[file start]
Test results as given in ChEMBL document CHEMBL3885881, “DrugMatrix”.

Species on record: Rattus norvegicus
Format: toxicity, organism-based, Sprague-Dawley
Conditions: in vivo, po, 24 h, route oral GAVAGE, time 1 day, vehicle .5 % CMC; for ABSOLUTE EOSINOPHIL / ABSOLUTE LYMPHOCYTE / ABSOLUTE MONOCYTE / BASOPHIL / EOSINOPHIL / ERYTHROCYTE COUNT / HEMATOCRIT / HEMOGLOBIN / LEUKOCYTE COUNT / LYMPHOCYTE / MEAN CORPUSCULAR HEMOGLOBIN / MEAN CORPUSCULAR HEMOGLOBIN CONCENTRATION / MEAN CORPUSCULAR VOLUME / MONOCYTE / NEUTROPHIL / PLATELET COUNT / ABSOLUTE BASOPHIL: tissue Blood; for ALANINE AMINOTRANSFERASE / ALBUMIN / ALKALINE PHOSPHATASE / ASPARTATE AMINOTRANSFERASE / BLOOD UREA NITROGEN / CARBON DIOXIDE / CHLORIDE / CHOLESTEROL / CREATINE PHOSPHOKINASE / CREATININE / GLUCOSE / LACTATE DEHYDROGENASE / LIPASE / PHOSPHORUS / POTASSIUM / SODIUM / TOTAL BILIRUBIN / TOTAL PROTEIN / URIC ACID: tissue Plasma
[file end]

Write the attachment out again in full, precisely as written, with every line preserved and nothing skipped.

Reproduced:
Test results as given in ChEMBL document CHEMBL3885881, “DrugMatrix”.

Species on record: Rattus norvegicus
Format: toxicity, organism-based, Sprague-Dawley
Conditions: in vivo, po, 24 h, route oral GAVAGE, time 1 day, vehicle .5 % CMC; for ABSOLUTE EOSINOPHIL / ABSOLUTE LYMPHOCYTE / ABSOLUTE MONOCYTE / BASOPHIL / EOSINOPHIL / ERYTHROCYTE COUNT / HEMATOCRIT / HEMOGLOBIN / LEUKOCYTE COUNT / LYMPHOCYTE / MEAN CORPUSCULAR HEMOGLOBIN / MEAN CORPUSCULAR HEMOGLOBIN CONCENTRATION / MEAN CORPUSCULAR VOLUME / MONOCYTE / NEUTROPHIL / PLATELET COUNT / ABSOLUTE BASOPHIL: tissue Blood; for ALANINE AMINOTRANSFERASE / ALBUMIN / ALKALINE PHOSPHATASE / ASPARTATE AMINOTRANSFERASE / BLOOD UREA NITROGEN / CARBON DIOXIDE / CHLORIDE / CHOLESTEROL / CREATINE PHOSPHOKINASE / CREATININE / GLUCOSE / LACTATE DEHYDROGENASE / LIPASE / PHOSPHORUS / POTASSIUM / SODIUM / TOTAL BILIRUBIN / TOTAL PROTEIN / URIC ACID: tissue Plasma